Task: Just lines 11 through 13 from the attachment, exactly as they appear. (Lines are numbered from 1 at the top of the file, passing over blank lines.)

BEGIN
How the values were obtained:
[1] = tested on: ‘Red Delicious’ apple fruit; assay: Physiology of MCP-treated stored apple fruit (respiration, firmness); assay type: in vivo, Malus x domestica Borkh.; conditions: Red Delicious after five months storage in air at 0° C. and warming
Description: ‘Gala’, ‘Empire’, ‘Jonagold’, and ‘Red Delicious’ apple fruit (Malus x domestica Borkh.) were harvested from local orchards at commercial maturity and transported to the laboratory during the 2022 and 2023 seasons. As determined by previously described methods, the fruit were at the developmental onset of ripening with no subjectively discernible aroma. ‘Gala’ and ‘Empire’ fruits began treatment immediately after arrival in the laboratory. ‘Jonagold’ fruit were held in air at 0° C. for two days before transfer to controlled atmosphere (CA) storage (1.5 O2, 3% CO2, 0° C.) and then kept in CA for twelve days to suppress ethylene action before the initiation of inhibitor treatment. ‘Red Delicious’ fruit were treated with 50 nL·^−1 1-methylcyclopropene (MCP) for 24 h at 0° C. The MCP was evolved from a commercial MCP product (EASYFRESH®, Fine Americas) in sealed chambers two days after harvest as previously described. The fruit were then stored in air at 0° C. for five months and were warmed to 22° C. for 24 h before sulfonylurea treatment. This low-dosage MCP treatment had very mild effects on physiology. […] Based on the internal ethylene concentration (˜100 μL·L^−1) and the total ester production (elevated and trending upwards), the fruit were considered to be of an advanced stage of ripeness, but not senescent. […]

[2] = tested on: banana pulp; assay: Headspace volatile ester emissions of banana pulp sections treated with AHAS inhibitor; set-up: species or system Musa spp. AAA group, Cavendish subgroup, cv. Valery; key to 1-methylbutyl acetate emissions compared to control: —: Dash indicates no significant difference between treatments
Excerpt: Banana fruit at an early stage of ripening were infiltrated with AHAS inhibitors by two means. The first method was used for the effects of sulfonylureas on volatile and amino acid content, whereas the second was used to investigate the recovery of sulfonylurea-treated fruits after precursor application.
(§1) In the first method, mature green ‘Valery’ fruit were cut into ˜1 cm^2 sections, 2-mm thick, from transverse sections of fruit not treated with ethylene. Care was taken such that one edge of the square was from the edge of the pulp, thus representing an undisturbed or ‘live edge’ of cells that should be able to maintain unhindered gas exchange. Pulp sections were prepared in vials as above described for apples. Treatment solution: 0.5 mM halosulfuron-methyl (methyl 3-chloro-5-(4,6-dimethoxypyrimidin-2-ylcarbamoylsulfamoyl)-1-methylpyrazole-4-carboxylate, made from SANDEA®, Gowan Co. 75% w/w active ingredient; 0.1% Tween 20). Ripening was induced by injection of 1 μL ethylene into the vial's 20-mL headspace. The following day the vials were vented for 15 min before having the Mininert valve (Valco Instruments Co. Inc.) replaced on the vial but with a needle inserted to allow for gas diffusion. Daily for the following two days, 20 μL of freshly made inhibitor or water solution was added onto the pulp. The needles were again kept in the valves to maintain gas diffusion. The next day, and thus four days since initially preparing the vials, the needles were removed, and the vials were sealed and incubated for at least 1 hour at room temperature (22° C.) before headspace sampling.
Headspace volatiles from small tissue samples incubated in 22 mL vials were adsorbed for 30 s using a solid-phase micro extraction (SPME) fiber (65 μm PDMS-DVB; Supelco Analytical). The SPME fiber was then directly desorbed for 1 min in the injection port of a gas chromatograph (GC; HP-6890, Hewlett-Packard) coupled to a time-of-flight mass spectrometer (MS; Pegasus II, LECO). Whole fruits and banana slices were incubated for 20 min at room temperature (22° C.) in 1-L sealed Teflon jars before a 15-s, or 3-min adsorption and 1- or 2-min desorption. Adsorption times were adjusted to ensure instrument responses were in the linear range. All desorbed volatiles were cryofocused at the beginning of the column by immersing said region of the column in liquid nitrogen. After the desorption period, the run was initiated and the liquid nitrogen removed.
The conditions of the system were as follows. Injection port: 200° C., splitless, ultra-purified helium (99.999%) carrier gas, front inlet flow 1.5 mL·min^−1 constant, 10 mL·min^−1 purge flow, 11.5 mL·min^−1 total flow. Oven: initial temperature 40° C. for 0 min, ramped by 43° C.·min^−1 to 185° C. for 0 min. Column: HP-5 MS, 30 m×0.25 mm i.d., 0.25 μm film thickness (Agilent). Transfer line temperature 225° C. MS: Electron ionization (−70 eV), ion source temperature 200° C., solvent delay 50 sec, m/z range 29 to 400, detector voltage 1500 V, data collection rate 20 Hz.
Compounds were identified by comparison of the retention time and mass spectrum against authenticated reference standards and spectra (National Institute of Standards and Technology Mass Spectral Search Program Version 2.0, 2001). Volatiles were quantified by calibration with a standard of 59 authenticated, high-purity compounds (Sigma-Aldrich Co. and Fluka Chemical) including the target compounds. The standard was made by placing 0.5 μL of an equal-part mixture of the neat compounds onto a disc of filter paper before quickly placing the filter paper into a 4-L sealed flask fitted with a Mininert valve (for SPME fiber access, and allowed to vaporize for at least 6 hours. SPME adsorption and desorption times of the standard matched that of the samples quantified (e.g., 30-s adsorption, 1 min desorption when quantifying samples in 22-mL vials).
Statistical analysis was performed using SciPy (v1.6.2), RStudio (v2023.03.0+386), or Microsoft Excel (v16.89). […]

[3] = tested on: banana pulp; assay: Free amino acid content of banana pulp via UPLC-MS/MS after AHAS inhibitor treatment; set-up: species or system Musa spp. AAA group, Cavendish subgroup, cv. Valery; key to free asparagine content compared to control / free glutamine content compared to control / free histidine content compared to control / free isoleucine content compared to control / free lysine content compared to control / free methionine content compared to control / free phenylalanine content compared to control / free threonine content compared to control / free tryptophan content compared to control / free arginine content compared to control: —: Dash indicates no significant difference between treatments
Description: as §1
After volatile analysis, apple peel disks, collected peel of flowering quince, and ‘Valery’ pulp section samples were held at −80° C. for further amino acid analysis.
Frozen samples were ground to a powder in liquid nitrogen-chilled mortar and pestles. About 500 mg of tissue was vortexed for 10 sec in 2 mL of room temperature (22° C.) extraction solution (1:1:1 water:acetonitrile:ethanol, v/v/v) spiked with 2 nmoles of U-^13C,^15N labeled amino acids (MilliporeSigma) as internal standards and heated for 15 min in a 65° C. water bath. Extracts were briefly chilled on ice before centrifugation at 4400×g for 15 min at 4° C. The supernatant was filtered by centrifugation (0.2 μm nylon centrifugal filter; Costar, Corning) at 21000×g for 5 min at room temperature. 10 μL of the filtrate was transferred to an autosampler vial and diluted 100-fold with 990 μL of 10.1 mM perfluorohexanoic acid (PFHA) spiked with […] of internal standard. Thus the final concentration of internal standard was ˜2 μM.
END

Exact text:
[3] = tested on: banana pulp; assay: Free amino acid content of banana pulp via UPLC-MS/MS after AHAS inhibitor treatment; set-up: species or system Musa spp. AAA group, Cavendish subgroup, cv. Valery; key to free asparagine content compared to control / free glutamine content compared to control / free histidine content compared to control / free isoleucine content compared to control / free lysine content compared to control / free methionine content compared to control / free phenylalanine content compared to control / free threonine content compared to control / free tryptophan content compared to control / free arginine content compared to control: —: Dash indicates no significant difference between treatments
Description: as §1
After volatile analysis, apple peel disks, collected peel of flowering quince, and ‘Valery’ pulp section samples were held at −80° C. for further amino acid analysis.